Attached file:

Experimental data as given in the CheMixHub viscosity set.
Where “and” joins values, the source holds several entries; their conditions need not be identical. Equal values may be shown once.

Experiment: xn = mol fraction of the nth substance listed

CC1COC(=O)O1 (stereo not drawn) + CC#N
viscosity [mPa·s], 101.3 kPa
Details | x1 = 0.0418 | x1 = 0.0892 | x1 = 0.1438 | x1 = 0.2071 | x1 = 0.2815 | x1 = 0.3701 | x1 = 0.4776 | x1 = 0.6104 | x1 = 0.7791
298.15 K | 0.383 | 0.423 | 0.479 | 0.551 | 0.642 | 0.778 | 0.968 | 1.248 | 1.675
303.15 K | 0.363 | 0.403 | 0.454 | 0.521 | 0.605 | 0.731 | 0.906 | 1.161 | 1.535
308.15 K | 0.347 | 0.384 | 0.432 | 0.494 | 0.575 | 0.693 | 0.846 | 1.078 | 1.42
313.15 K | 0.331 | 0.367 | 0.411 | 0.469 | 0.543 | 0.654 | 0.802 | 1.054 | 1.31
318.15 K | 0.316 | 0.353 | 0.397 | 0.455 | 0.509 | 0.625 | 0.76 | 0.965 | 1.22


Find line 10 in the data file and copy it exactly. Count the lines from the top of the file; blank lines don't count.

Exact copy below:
313.15 K | 0.331 | 0.367 | 0.411 | 0.469 | 0.543 | 0.654 | 0.802 | 1.054 | 1.31